${\displaystyle \lim _{x\to +\infty }\left(1+x\right)^{\frac {1}{x}}}$ Similar to above, ${\displaystyle \lim _{x\to +\infty }h_{1}(x)=\lim _{x\to +\infty }h_{2}(x)=+\infty }$. At the same time, ${\displaystyle h_{1}'(x)\to 0}$ as ${\displaystyle x\to +\infty }$, while ${\displaystyle h_{2}'}$ is identically ${\displaystyle 1}$. Using l'Hôpital's Rule, we obtain ${\displaystyle \lim _{x\to +\infty }g(x)=\lim _{x\to +\infty }{\frac {h_{1}(x)}{h_{2}(x)}}={\frac {0}{1}}=0}$

Since ${\displaystyle f=\mathrm {e} ^{g(x)}}$, a composition of ${\displaystyle g}$ with a continuous function, it follows that ${\displaystyle \lim _{x\to 0}f(x)=\mathrm {e} ^{0}=1}$

#### Problem 3: Limit of a sequence

Find the limit of a sequence ${\displaystyle x_{n}={\frac {1^{k}+2^{k}+\dots +n^{k}}{n^{k+1}}}}$ for ${\displaystyle n\in \mathbb {N} }$, where ${\displaystyle k}$ is a natural number.

The general element of the sequence can be represented as

${\displaystyle x_{n}={\frac {1^{k}+2^{k}+\dots +n^{k}}{n^{k}}}\cdot {\frac {1}{n}}=\left({\frac {1}{n}}\right)^{k}{\frac {1}{n}}+\left({\frac {2}{n}}\right)^{k}{\frac {1}{n}}+\dots +\left({\frac {n}{n}}\right)^{k}{\frac {1}{n}}}$

which shows that ${\displaystyle x_{n}}$ is a Riemann sum of the function ${\displaystyle f(x)=x^{k}}$ on the interval ${\displaystyle [0,1]}$ that corresponds to the partition ${\displaystyle P_{n}=\left\{0,{\frac {1}{n}},{\frac {2}{n}},\ldots ,{\frac {n-1}{n}},1\right\}}$ and samples ${\displaystyle t_{j}={\frac {j}{n}}}$, ${\displaystyle j=1,2,\ldots ,n}$. The norm of the partition is ${\displaystyle \left\|P_{n}\right\|={\frac {1}{n}}}$. Since ${\displaystyle \left\|P_{n}\right\|\to 0}$ as ${\displaystyle n\to \infty }$ and the function ${\displaystyle f}$ is integrable on ${\displaystyle [0,1]}$, the Riemann sums ${\displaystyle x_{n}}$ converge to the integral:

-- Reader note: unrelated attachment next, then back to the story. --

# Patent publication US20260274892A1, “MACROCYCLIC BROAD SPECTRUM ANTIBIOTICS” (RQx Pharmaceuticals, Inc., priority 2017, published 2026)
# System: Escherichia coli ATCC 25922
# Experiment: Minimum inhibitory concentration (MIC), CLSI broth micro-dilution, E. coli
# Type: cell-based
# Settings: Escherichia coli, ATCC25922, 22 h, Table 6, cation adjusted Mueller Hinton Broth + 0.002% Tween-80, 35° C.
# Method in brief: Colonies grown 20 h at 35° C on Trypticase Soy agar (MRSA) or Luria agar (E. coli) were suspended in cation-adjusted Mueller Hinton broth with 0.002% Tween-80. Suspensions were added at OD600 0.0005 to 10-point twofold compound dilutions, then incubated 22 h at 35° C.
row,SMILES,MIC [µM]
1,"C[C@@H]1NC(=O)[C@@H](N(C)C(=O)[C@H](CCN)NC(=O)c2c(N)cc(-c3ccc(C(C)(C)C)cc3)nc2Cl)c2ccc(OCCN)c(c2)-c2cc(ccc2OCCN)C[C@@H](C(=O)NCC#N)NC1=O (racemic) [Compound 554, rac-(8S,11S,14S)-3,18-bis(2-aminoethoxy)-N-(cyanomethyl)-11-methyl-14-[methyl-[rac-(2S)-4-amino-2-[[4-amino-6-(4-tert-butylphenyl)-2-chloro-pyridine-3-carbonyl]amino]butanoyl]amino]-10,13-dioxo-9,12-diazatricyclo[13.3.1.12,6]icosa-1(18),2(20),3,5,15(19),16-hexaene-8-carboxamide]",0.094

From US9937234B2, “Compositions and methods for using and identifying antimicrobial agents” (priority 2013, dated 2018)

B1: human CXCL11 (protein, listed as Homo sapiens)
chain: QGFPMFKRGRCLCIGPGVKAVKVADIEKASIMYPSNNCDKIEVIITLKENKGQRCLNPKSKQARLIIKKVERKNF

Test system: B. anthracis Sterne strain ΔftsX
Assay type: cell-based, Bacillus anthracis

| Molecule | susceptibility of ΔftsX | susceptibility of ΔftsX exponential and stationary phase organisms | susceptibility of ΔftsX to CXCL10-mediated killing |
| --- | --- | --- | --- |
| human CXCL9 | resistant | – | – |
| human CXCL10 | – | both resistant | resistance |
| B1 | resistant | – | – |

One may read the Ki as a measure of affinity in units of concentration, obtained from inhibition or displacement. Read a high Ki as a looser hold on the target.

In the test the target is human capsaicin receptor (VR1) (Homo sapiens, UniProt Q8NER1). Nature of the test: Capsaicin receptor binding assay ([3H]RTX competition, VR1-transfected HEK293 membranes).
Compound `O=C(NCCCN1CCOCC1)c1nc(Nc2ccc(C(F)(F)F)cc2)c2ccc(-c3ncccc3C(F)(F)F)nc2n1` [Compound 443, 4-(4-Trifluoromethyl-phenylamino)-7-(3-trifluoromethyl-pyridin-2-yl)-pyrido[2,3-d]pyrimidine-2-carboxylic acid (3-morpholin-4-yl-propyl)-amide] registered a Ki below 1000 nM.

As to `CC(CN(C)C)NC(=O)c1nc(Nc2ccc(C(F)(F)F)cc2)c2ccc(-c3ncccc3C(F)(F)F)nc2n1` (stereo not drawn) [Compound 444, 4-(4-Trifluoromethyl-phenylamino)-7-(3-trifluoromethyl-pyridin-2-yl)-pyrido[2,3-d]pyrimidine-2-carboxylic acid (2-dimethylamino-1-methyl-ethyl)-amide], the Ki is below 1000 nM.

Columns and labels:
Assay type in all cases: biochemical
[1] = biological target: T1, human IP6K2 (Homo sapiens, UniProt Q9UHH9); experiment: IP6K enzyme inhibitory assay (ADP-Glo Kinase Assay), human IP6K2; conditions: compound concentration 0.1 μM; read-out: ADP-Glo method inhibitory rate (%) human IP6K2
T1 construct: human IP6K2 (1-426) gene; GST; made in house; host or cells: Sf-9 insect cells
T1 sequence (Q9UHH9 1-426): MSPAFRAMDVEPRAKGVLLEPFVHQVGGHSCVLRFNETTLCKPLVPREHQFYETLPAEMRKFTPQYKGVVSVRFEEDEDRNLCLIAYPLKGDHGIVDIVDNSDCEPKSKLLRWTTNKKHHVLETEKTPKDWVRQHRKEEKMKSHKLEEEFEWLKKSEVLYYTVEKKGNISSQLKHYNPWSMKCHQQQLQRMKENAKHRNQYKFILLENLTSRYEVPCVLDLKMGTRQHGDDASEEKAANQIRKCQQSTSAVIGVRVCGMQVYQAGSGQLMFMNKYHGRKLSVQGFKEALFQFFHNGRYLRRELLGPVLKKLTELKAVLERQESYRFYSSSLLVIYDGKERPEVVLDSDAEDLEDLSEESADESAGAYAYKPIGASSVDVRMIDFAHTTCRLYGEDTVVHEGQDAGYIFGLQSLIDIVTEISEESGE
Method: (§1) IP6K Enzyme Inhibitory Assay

${\displaystyle \lim _{n\to \infty }x_{n}=\int _{0}^{1}x^{k}\,\mathrm {d} x=\left.{\frac {x^{k+1}}{k+1}}\right|_{x=0}^{1}={\frac {1}{k+1}}}$

#### Problem 4: Find/evaluate indefinite/definite integrals

##### Subproblem 1

${\displaystyle \int {\frac {x^{2}}{1-x}}\,\mathrm {d} x}$

A standard way to evaluate this type of function is to split it into the sum of a polynomial and a simple fraction:

${\displaystyle {\frac {x^{2}}{1-x}}={\frac {x^{2}-1+1}{1-x}}={\frac {x^{2}-1}{1-x}}+{\frac {1}{1-x}}=-x-1-{\frac {1}{x-1}}}$

Since the domain of the function is ${\displaystyle (-\infty ,1)\cup (1\infty )}$, the indefinite integral has differetn representations on the intervals ${\displaystyle (-\infty ,1)}$ and ${\displaystyle (1,\infty )}$:

${\displaystyle \int {\frac {x^{2}}{1-x}}={\begin{cases}-{\frac {x^{2}}{2}}-x-\log {\left(1-x\right)}+C_{1}&x<1\\-{\frac {x^{2}}{2}}-x-\log {\left(x-1\right)}+C_{2}&x>1\end{cases}}}$

##### Subproblem 2

${\displaystyle \int _{0}^{\pi }\sin ^{2}{(2x)}\,\mathrm {d} x}$

To integrate this function, we use a trigonometric formula ${\displaystyle 1-\cos {2\alpha }=2\sin ^{2}{\alpha }}$ and a new variable ${\displaystyle u=4x}$:

${\displaystyle \int _{0}^{\pi }\sin ^{2}{(2x)}\,\mathrm {d} x=\int _{0}^{\pi }{\frac {1-\cos {(4x)}}{2}}\,\mathrm {d} x=\int _{0}^{\pi }{\frac {1-\cos {(4x)}}{8}}\,\mathrm {d} (4x)=\int _{0}^{4\pi }{\frac {1-\cos {u}}{8}}\,\mathrm {d} u=\left.{\frac {u-\sin {u}}{8}}\right|_{u=0}^{4\pi }={\frac {\pi }{2}}}$

##### Subproblem 3

${\displaystyle \int \log ^{3}{x}\,\mathrm {d} x}$

To find this indefinite integral, we integrate by parts:

{\displaystyle {\begin{aligned}\int \log ^{3}{x}\,\mathrm {d} x&=x\,\log ^{3}{x}-\int x\,\mathrm {d} (\log ^{3}{x})\\&=x\,\log ^{3}{x}-\int x\left(\log ^{3}{x}\right)'\,\mathrm {d} x\\&=x\,\log ^{3}{x}-\int 3\log ^{2}{x}\,\mathrm {d} x\\&=x\,\log ^{3}{x}-3x\,\log ^{2}{x}+\int x\,\mathrm {d} \left(3\log ^{2}{x}\right)\\&=x\,\log ^{3}{x}-3x\,\log ^{2}{x}+\int 6\log {x}\,\mathrm {d} x\\&=x\,\log ^{3}{x}-3x\,\log ^{2}{x}+6x\,\log {x}-\int x\,\mathrm {d} \left(6\log {x}\right)\\&=x\,\log ^{3}{x}-3x\,\log ^{2}{x}+6x\,\log {x}-\int 6\,\mathrm {d} x\\&=x\,\log ^{3}{x}-3x\,\log ^{2}{x}+6x\,\log {x}-6x+C\end{aligned}}}

##### Subproblem 4

${\displaystyle \int _{0}^{\frac {1}{2}}{\frac {x}{\sqrt {1-x^{2}}}}\,\mathrm {d} x}$